The new UK business immigration rules – what you need to know
Immigration plays an essential role in the economic development of the UK, plugging labour shortages in critical sectors of the economy such as health and agriculture, to name a few.
Prior to Brexit, this was hardly an issue because of Free Movement within the European Union. On the 1st January 2021, the UK government introduced a new points-based immigration system.
Under this new system, all non-UK citizens wishing to come to the UK after 1 January 2021 for purposes of work, study, family reasons, or a short visit, will be treated in the same way. They will need to get the necessary number of points for the category that they wish to apply for.
In many ways, this is a total game-changer, especially for businesses. It means that most businesses will now need to assess their labour needs and consider whether they require their own Sponsor License. Without it, it will not be possible to employ anyone from outside the UK.
How does the new UK business immigration system work?
A migrant worker must score at least 70 points in order to get what is called a Skilled Work visa. Of those, 50 points are Mandatory, made up of:
a) 20 points for the employer’s Sponsor License;
b) 20 points for an eligible occupation (an eligible Skilled Occupations must be listed and have a unique SOC code);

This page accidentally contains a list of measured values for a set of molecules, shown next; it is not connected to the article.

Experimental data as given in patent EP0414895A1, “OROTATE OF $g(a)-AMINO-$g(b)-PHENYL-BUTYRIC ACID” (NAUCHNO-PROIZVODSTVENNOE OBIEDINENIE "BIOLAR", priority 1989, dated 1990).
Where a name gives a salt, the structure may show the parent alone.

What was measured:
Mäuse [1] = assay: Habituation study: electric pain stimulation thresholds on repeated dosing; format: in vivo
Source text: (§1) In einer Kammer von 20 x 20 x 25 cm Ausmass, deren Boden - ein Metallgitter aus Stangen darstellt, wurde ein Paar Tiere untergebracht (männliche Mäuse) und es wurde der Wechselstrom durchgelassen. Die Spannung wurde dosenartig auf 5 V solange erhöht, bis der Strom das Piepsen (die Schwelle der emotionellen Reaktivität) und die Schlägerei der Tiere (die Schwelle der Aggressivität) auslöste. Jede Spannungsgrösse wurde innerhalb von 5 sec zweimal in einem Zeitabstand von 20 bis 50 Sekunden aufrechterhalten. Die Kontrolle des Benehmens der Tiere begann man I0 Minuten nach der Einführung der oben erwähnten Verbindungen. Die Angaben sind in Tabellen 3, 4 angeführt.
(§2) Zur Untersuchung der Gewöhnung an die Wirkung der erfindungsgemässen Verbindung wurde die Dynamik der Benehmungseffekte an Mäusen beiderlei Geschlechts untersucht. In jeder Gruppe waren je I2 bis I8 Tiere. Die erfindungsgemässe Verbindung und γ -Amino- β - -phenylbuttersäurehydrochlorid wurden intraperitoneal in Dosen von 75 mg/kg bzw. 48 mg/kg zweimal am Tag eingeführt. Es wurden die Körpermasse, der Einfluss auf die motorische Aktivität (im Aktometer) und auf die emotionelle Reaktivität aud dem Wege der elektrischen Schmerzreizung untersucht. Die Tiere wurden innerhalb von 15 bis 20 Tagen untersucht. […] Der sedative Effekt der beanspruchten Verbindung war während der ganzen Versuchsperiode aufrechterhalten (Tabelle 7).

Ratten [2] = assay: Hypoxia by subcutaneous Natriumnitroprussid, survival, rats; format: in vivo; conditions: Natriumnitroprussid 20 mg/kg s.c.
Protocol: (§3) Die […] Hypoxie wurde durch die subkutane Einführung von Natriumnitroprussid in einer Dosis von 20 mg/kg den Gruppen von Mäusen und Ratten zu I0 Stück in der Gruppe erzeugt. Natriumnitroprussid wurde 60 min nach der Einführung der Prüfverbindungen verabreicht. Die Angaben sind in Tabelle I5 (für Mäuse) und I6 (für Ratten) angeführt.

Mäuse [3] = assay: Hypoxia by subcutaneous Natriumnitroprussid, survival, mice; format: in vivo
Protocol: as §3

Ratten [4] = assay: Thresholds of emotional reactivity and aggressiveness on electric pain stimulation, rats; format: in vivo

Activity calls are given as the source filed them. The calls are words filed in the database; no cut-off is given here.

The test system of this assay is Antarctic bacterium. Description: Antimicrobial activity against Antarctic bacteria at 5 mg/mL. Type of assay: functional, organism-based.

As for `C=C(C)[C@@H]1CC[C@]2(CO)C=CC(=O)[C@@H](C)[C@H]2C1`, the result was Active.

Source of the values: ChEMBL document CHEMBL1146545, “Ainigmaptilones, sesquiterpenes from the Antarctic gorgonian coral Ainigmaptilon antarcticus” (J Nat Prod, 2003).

c) 10 points for ability to speak English assessed through a specified test;
The additional 20 points are called Tradeable Points because there are various options for earning them; for example by having a PhD degree, a STEM degree, or applying for a job that is on the Shortage Occupation list.
How does an employer get a Sponsor License?
To become an approved sponsor who is listed on the Register of Licensed Sponsors a business must apply for a sponsor license. The Home Office charge £536 for a standard application for small business, and £1,476 for medium to large businesses. There is a turn-around of about 8 weeks and the Home Office do keep to this time-frame unless the application is complex or raises queries that need to be checked.
It is possible to expedite the process by paying £500 more but getting a slot on the fast-track is quite difficult as the Home Office operate a first-come, first serve system.
The business must apply online and submit a number of documents such as proof of premises, a business bank account, registration for PAYE, and of paying its corporate taxes. This goes towards proving that the business is legitimate and has genuine vacancies.
The business must also decide on who will carry out the 3 key roles associated with a Sponsor License, being;
1. The Authorising Officer – who is usually the most senior person;
2. The Key Contact – who will be the main contact with the Home Office; and
3. The Level 1 user – who will have the day-to-day management of the licence through what is known as the Sponsor Management System (SMS).
If an application is approved, you will get an A-rated sponsor, valid for 4 years. It is critical to maintain an A-rating.
Axiom DWFM have assisted numerous businesses through the complex process of applying for a sponsor license. We also have a lot of experience with ongoing compliance.
This article was written by Katie Vernon but if you need lawyers for business immigration legal advice, please contact Taffi Nyawanza on 0121 725 2512 or email: T.Nyawanza@axiomdwfm.com